Adaptations of plants
Any feature of an organism or its part that enables it to exist under conditions of its habitat is called adaptation. On the basis of water availability, plants have been classified as:
Plants growing in or near water are called hydrophytes. Hydrophytes may be free floating or submerged plants living in lakes, ponds, shallow water, marshy lands and marine habitat. Hydrophytes face certain challenges in their habitat. They are:
(i) Availability of more water than needed.
(ii) Water current may damage the plant body.
(iii) Water levels may change regularly.
(iv) Maintain buoyancy in water.
· Roots are poorly developed as in Hydrilla or absent as in Wolffia .
· Plant body is greatly reduced as in Lemna.
· Submerged leaves are narrow or finely divided. e.g. Hydrilla.
· Floating leaves have long leaf stalks to enable the leaves move up and down in response to changes in water level. e.g. Lotus.
· Air chambers provide buoyancy and mechanical support to plants as in Eichhornia (swollen and spongy petiole).
Plants that grow in dry habitat are called xerophytes. These plants develop special structural and physiological characteristics to meet the following conditions:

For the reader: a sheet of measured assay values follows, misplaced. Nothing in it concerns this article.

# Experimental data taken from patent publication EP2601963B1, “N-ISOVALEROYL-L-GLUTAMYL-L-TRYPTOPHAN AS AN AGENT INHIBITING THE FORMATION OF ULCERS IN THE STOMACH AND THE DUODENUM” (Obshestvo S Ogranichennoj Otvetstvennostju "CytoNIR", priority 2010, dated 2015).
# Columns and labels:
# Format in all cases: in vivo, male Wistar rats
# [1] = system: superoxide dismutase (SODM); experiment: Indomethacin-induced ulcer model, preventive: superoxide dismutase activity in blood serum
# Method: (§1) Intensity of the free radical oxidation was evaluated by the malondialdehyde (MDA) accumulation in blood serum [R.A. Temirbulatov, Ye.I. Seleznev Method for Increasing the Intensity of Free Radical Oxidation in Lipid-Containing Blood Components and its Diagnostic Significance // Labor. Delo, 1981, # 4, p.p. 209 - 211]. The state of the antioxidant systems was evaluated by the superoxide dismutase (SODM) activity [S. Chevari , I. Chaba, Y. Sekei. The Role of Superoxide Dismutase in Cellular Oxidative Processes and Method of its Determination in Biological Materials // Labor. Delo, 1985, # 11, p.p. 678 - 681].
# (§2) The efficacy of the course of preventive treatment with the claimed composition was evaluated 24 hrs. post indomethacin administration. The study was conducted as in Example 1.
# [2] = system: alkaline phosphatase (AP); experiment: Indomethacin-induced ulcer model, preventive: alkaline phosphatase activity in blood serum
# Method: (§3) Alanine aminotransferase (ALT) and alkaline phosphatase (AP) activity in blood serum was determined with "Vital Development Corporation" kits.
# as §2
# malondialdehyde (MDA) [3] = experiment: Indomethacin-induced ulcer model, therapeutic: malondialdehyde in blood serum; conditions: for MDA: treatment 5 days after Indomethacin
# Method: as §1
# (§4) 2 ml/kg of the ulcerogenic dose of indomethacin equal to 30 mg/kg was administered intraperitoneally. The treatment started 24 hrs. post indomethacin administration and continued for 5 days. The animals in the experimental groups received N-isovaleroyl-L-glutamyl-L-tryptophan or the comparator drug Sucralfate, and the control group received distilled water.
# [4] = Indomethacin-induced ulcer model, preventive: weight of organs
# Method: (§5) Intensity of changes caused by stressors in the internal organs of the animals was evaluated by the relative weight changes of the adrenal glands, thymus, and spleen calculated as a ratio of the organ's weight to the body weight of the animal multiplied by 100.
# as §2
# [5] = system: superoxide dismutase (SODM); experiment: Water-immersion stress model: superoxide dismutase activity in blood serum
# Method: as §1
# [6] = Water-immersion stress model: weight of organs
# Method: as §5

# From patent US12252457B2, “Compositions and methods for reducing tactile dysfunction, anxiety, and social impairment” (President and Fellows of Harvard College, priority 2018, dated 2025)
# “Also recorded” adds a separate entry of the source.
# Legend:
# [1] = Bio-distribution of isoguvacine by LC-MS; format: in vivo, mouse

(i) To absorb as much water as they can get from the surroundings.
(ii) To retain water in their organs for very long time.
(iii) To reduce the transpiration rate.
(iv) To reduce consumption of water.
· They have well developed roots. Roots grow very deep and reach the layers where water is available as in Calotropis.
· They store water in succulent water storing parenchymatous tissues. e.g. Opuntia, Aloe vera.
· They have small sized leaves with waxy coating. e.g. Acacia. In some plants, leaves are modified into spines. e.g. Opuntia.
· Some of the xerophytes complete their life cycle within a very short period when sufficient moisture is available
Mesophytes are common land plants which grow in situations that are neither too wet nor too dry. They do not need any extreme adaptations.
· The roots of mesophytes are well developed and are provided with root caps.
· The stem is generally straight and branched.
· The leaves are generally broad and thin.
· The presence of waxy cuticle in leaves traps the moisture and lessens water loss.
· Leaves have stomata which close in extreme heat and wind to prevent transpiration.